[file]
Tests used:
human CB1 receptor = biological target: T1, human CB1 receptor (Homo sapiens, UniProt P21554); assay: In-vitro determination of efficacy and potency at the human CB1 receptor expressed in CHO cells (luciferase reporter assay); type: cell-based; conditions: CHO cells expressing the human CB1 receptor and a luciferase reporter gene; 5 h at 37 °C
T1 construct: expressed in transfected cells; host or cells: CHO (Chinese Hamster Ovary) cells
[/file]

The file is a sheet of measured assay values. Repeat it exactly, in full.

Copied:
Tests used:
human CB1 receptor = biological target: T1, human CB1 receptor (Homo sapiens, UniProt P21554); assay: In-vitro determination of efficacy and potency at the human CB1 receptor expressed in CHO cells (luciferase reporter assay); type: cell-based; conditions: CHO cells expressing the human CB1 receptor and a luciferase reporter gene; 5 h at 37 °C
T1 construct: expressed in transfected cells; host or cells: CHO (Chinese Hamster Ovary) cells